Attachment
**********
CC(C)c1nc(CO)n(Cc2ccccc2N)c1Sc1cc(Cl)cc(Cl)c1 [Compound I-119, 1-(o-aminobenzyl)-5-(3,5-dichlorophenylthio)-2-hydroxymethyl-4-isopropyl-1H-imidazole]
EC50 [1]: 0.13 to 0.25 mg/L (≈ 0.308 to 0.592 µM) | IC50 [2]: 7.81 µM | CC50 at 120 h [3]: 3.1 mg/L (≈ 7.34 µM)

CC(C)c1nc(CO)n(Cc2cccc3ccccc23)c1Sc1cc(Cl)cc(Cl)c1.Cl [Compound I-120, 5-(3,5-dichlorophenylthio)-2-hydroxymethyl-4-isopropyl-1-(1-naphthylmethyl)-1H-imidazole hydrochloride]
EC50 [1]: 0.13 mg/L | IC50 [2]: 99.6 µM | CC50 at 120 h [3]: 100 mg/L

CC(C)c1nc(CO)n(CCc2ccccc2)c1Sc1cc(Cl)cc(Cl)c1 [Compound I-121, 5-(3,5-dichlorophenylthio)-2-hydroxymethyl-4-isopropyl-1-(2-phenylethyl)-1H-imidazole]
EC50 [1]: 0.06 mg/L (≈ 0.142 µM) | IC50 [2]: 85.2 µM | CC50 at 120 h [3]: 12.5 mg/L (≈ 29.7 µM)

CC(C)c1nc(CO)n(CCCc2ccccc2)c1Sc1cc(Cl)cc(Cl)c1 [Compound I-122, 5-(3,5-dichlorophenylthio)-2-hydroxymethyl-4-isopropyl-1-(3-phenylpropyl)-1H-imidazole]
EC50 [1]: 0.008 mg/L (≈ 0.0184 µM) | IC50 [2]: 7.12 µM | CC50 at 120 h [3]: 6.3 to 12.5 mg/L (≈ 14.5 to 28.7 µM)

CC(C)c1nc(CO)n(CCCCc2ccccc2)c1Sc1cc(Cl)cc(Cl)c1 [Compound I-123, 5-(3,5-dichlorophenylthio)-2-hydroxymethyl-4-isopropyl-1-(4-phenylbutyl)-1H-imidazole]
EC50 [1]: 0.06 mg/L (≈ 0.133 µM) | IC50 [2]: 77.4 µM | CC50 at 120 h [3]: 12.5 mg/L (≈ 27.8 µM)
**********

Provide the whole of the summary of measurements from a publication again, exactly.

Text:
CC(C)c1nc(CO)n(Cc2ccccc2N)c1Sc1cc(Cl)cc(Cl)c1 [Compound I-119, 1-(o-aminobenzyl)-5-(3,5-dichlorophenylthio)-2-hydroxymethyl-4-isopropyl-1H-imidazole]
EC50 [1]: 0.13 to 0.25 mg/L (≈ 0.308 to 0.592 µM) | IC50 [2]: 7.81 µM | CC50 at 120 h [3]: 3.1 mg/L (≈ 7.34 µM)

CC(C)c1nc(CO)n(Cc2cccc3ccccc23)c1Sc1cc(Cl)cc(Cl)c1.Cl [Compound I-120, 5-(3,5-dichlorophenylthio)-2-hydroxymethyl-4-isopropyl-1-(1-naphthylmethyl)-1H-imidazole hydrochloride]
EC50 [1]: 0.13 mg/L | IC50 [2]: 99.6 µM | CC50 at 120 h [3]: 100 mg/L

CC(C)c1nc(CO)n(CCc2ccccc2)c1Sc1cc(Cl)cc(Cl)c1 [Compound I-121, 5-(3,5-dichlorophenylthio)-2-hydroxymethyl-4-isopropyl-1-(2-phenylethyl)-1H-imidazole]
EC50 [1]: 0.06 mg/L (≈ 0.142 µM) | IC50 [2]: 85.2 µM | CC50 at 120 h [3]: 12.5 mg/L (≈ 29.7 µM)

CC(C)c1nc(CO)n(CCCc2ccccc2)c1Sc1cc(Cl)cc(Cl)c1 [Compound I-122, 5-(3,5-dichlorophenylthio)-2-hydroxymethyl-4-isopropyl-1-(3-phenylpropyl)-1H-imidazole]
EC50 [1]: 0.008 mg/L (≈ 0.0184 µM) | IC50 [2]: 7.12 µM | CC50 at 120 h [3]: 6.3 to 12.5 mg/L (≈ 14.5 to 28.7 µM)

CC(C)c1nc(CO)n(CCCCc2ccccc2)c1Sc1cc(Cl)cc(Cl)c1 [Compound I-123, 5-(3,5-dichlorophenylthio)-2-hydroxymethyl-4-isopropyl-1-(4-phenylbutyl)-1H-imidazole]
EC50 [1]: 0.06 mg/L (≈ 0.133 µM) | IC50 [2]: 77.4 µM | CC50 at 120 h [3]: 12.5 mg/L (≈ 27.8 µM)